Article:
​Cooperation, bipartisanship, not vitriol, needed in politics

In his column "Conservatism threatens, hinders national prosperity," Jose Sanchez relies on divisive and vitriolic hyperbole to disparage an ideology that a large portion of Americans subscribe to and doesn't rely on many actual facts.

As a liberal and a committed Democrat, I find Donald Trump's politics nauseating. But just because I don't agree with his politics doesn't mean I think he should be the target of unfair attacks. Sanchez claims Trump is responsible for a brutal August attack against a homeless man. It would be ludicrous to suggest liberal pundits and politicians who expose racist tensions in the U.S. are responsible for the recent shooting of two reporters in Roanoke, Virginia, where the gunman claimed racial abuse as a motive. Sanchez’s accusations against Trump are similarly ludicrous. After all, the men responsible for the attack Sanchez refers to were intoxicated and have extensive criminal records. It is also worth noting that Trump affirmed that he "would never condone violence," decrying the beatings as “terrible” and a “shame.”

Sanchez cherry picks quotes from Republican politicians to diagnose conservatism as an ideology that promotes nothing but inequality and a "manufactured hierarchy." But a few musings from some politicians do not apply to the entire ideology. If Sanchez would speak to many conservatives and Republicans — something I doubt he did before writing his column — he might understand that conservatism is a broad ideology that encompasses many different viewpoints, and that there have been conservative politicians throughout the history of this country who have done the United States and its citizens a lot of good. Instead of understanding that, Sanchez explicitly says that police violence against black people is a “win” for conservatives, which is as close to libel as I’ve seen printed in The Daily Targum in some time.

Through my political activism, I have encountered many Republicans and conservatives, some of whom actively work in politics. While I disagree with them on most issues, the vast majority of these individuals are good people who are sincere in their passions and desires to help their communities, their states and their country. One can disagree without being disagreeable, and as President Obama stressed in his 2008 run for the presidency, our politics are at its best when people of opposing ideologies can work together to help move this country forward. Such bipartisanship is hardly illusory and can even help achieve progressive ends. Sen. Russ Feingold (D-Wis.) and Sen. John McCain (R-Ariz.) famously partnered together to create the Bipartisan Campaign Reform Act of 2002, which helped limit the influence of money in politics.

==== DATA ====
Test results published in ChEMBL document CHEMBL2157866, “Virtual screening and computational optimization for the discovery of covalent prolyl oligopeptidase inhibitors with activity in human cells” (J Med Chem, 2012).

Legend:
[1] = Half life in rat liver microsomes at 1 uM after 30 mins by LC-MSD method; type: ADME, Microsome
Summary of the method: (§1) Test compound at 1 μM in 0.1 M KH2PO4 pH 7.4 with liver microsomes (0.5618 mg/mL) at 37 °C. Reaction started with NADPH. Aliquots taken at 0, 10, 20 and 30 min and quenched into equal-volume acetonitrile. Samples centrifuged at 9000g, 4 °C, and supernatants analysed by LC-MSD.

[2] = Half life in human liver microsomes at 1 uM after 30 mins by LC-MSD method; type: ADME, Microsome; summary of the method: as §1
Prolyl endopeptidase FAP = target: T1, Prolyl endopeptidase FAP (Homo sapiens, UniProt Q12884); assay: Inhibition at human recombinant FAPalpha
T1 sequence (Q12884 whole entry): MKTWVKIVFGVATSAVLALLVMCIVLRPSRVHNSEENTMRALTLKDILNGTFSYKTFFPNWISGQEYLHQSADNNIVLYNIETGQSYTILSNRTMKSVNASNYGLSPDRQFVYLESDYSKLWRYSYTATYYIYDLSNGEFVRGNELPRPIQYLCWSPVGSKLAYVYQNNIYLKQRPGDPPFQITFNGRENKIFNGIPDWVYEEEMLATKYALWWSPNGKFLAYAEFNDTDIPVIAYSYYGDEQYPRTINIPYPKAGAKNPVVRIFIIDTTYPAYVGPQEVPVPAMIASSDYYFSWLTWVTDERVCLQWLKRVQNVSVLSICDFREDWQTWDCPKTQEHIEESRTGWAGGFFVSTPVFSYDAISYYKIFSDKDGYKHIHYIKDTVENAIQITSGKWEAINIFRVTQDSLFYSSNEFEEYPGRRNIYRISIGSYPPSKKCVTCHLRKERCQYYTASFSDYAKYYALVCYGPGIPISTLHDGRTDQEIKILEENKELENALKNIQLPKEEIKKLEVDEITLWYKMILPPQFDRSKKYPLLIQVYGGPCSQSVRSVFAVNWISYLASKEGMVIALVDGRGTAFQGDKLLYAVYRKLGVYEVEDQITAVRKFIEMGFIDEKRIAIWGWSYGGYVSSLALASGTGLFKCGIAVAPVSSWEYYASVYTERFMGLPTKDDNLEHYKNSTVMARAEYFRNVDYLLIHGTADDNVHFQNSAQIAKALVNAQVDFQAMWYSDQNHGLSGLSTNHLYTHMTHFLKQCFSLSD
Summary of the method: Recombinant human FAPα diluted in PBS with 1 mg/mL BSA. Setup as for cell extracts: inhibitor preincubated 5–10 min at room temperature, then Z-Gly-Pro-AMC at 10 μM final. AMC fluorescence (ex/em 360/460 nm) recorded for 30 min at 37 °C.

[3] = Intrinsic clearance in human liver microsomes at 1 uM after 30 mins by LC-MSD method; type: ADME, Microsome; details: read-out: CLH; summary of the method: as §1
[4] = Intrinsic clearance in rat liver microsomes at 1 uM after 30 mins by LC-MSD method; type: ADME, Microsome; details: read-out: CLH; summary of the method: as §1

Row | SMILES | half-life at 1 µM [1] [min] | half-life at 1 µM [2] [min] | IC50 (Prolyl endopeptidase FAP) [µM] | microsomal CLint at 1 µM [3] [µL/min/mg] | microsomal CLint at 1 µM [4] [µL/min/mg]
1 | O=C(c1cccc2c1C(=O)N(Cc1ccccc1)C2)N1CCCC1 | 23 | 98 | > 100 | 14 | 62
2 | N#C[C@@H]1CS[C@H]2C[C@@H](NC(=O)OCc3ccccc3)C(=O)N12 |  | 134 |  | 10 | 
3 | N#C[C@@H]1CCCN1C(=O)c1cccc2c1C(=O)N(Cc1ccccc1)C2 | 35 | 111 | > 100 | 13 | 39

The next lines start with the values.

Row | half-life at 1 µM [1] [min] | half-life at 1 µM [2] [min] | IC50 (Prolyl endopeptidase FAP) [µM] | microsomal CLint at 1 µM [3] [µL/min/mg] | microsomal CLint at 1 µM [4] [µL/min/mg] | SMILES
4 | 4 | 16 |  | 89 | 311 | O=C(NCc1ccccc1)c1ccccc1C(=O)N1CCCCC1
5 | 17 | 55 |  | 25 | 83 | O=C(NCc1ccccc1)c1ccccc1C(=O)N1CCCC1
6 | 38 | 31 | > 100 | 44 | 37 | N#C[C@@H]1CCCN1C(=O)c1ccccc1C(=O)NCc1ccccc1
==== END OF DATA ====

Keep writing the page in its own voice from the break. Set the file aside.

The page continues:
Finally, I want to note the most glaring example of hypocrisy in Sanchez's column. One of the key tenets of modern liberalism is tolerance and respect for everyone, no matter their personal life choices (as long as it hurts no one else). This includes the right to identify as one feels most comfortable and have that identity be respected by society at large, a point that is particularly relevant in transgender issues. Despite this core aspect of left-wing ideology, Sanchez explicitly refers to Louisiana Gov. Bobby Jindal as "Piyush," his traditional Indian name, despite the fact that Jindal has preferred to be addressed as "Bobby" since he was a child. This is enormously disrespectful and is not something that we would tolerate in a normal situation — if someone born "Chong" wants to be referred to as "John," to use a common example, it is common courtesy to do so. And if someone transitions from being known as "Bruce" to “Caitlyn,” it would be considered the height of impoliteness to continue to refer to that individual as “Bruce.” There is no reason why we should apply any different standards to Jindal, even if you do disagree with his politics.

Throughout his column, Sanchez fails to verify many of his core arguments. Instead, he demonstrates that America’s far left can be just as intolerant and close-minded as the far-right bigots it purports to fight.

Michael Guggenheim, is a School of Arts and Sciences senior majoring in political science with a minor in Modern Hebrew Language. He is also an Eagleton Undergraduate Associate. 

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